Mrs. Sanwo-Olu, who also led the awareness walk from Ikeja to the State House, Alausa, used opportunity to join the rest of the world to celebrate the International Day of the Girl-Child, which was marked across the globe. She said the present administration is deeply committed towards ensuring that all the issues affecting girl-child are addressed frontally with the required vigor, zestfulness and determination.

“T.H.E.M.E.S, as we all know, is the policy thrust of the present administration of Governor Babajide Olusola Sanwo-Olu which stands for Traffic Management and Transportation; Health and Environment; Education and Technology; Making Lagos a 21st Century Economy; Entertainment and Tourism; as well as Security and Governance. 

On the women conference, she added that it is the tradition of the conference to strategically empower women to contribute positively to the development of the State and Nigeria at large, saying that this year’s theme was carefully selected in line with the vision and aspiration of the present administration in Lagos State to bring about greater Lagos of our dreams.

She hinted that wife of the President and First Lady of Nigeria, Hajiyah Aisha Buhari, has graciously accepted to be the Mother of the day and would declare the Conference Open while Governor AbdulRahman AbdulRazaq of Kwara State, is the Special Guest of Honour at the opening Ceremony, while his counterpart from Nasarawa State, His Excellency, Governor Abdullahi Sule is the Special Guest of Honour at the Closing Ceremony.

She added that buses will equally be available to convey participants who would be going back to their various homes and destinations after the gala night.

Speaking during a courtesy visit to LASUTH as part of the Corporate Social Responsibility (CSR) of COWLSO, Dr Sanwo-Olu who is the Chairman of the Committee said it was important to make the right investment in healthcare delivery to play up the health of the people, and also support the needy.

She said, “We decided to do our CSR here; this is Ayinke House in LASUTH. We are hoping that we would send the message down to the people that there is need for us to invest in our patients, as well as invest in our doctors and nurses so that they can deliver good healthcare to our people in Lagos State which is one of the key pillars of the development agenda of the government of Governor Babajide Sanwo-Olu for a greater Lagos.

“We have come here and we have identified something we can take up as our project and that is endowment fund for the Pediatric Surgeries that are being done here. Already, the Lagos State Government is doing 0-12 free healthcare for children but we need to also partner with them to do endowment fund and encourage a lot of people to also partner with us.”

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Activists task govts on justice for Ochanya, child abuse



Activists task govts on justice for Ochanya, child abuse

Considering the high rate of sexual abuse being perpetuated against minors in the country, the Executive Director of Media Concern Initiative (MEDIACON), Dr. Princess Olufemi-Kayode has urged the three tiers of government, to address the menace, especially the case of Ochanya Ogbaje, 13 that lost her life to sexual violence in Benue State last year.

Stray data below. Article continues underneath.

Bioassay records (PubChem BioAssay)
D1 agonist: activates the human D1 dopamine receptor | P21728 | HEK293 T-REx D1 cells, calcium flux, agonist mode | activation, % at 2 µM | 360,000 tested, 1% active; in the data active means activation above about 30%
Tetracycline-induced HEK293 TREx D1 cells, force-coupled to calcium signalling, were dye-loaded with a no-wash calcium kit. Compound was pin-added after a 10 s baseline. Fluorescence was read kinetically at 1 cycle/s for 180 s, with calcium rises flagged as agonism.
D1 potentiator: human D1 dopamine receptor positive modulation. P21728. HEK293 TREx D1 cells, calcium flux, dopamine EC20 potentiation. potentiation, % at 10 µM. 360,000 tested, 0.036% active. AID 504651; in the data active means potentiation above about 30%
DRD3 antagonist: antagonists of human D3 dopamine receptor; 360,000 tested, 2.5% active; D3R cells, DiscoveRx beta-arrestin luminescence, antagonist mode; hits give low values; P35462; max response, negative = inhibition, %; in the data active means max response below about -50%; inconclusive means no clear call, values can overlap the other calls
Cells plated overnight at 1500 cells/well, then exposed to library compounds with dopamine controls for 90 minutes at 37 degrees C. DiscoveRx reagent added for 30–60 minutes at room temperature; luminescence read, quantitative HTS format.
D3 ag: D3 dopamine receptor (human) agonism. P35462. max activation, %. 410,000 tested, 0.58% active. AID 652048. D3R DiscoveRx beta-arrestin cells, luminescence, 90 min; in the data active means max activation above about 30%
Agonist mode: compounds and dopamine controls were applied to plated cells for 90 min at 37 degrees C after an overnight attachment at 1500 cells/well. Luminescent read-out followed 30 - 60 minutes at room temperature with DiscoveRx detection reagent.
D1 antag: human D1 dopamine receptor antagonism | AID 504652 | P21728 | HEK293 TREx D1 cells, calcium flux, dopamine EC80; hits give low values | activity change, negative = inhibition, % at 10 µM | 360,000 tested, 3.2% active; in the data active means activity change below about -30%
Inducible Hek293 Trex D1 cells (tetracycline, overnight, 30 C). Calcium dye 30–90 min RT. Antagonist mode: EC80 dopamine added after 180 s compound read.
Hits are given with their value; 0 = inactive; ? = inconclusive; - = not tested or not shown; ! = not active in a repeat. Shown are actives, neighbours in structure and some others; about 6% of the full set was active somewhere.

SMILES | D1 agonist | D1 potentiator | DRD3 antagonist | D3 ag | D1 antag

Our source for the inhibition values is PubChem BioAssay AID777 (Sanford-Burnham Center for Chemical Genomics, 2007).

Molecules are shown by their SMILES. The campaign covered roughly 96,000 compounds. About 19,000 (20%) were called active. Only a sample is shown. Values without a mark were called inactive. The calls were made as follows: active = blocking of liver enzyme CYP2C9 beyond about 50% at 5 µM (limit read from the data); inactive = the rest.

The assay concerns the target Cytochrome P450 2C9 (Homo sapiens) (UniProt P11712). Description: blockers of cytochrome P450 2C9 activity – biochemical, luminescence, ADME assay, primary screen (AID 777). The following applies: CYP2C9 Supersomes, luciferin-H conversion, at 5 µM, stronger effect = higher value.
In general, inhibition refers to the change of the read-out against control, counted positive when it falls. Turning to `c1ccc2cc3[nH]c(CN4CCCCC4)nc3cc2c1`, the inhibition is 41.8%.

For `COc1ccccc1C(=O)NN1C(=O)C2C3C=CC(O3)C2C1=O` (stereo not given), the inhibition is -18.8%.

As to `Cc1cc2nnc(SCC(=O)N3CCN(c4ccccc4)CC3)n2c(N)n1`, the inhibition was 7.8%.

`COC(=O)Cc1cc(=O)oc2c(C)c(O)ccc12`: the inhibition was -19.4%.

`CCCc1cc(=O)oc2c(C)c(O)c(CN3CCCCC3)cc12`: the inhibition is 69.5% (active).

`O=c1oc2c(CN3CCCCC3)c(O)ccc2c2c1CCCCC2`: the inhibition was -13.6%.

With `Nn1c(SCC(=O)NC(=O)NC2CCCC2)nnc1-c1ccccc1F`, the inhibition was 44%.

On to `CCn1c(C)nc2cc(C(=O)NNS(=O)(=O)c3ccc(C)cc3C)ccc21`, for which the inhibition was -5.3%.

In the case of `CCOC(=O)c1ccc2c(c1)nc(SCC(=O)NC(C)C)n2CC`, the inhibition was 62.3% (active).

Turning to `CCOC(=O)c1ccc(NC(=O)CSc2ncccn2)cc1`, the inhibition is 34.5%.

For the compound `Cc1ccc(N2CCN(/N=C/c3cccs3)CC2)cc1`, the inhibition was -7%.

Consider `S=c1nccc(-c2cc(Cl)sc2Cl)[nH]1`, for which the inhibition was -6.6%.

She made the call during a child protection workshop organised by the Centre for Children’s Health Education, Orientation and Protection (CEE-HOPE), a non-governmental organisation (NGO) in Lagos recently.

The workshop, which brought together civil society organisations and media practitioners, has the theme ‘’End Child Sexual Abuse: Justice For Ochanya’’.  Conversations at the forum focussed on strategies to render justice for Ochanya who lost her life to sex abuse.

It would be recalled that Ochanya, a native of Ogene-Amejo village in Okpokwu Local Government Area in Benue, allegedly died in 2018, from sex abuse. A Polytechnic lecturer, Mr. Andrew Ogbuja, and his son, Victor allegedly sexually abused the victim for five years.

The one-day workshop had in attendance the late Ochanya’s elder brother, Ameh Ejekwonyilo, Executive Director of Media Concern Initiative (MEDIACON), Dr. Princess Olufemi-Kayode, the CEO Yinka Kenny Productions, Olayinka Braide and Anthonia Ojenagbon, the three of whom are survivors of child sexual violence.

Betty Abah, founder of CEE-HOPE, a child right development NGO said the aim of the workshop was to sustain conversation about the epidemic of child sexual abuse in Nigeria, especially in the light of Ochanya’s case. “It’s almost a year; so we are using the opportunity to mark the first anniversary and to draw attention to the fact that the case is yet to be resolved.”

The high point of the workshop was the launch of a book ‘Reflections On The Child Sexual Abuse in Nigeria,’ a compilation of reports, editorials, opinions and special reports on child sexual abuse.

In her remark, Olufemi-Kayode who is also a sexual violence response expert, stressed that it was time child sexual abuse was addressed holistically with a view to curbing the trend.

According to her, several abuses have led to untimely death of many victims, while others have suffered physical pain, psychological and mental torture including stigma.  Olufemi-Kayode lamented that majority of violators were left off the hook due to weak legal system.  “There is need for governments to demonstrate the political will to tackle the problem at the federal, states and local government levels,” she added.

Speaking on “Where We Are on Ochanya’s Case’, Ejekwonyilo said the Nigerian Police (NPF) was yet to declare Victor, the second suspect in Ochanya’s case, wanted. Mrs Ogbuja who was also involved in the case and was being prosecuted by the National Agency for the Prosecution of Trafficking in Persons (NAPTIP) for child endangerment, enslavement and negligence.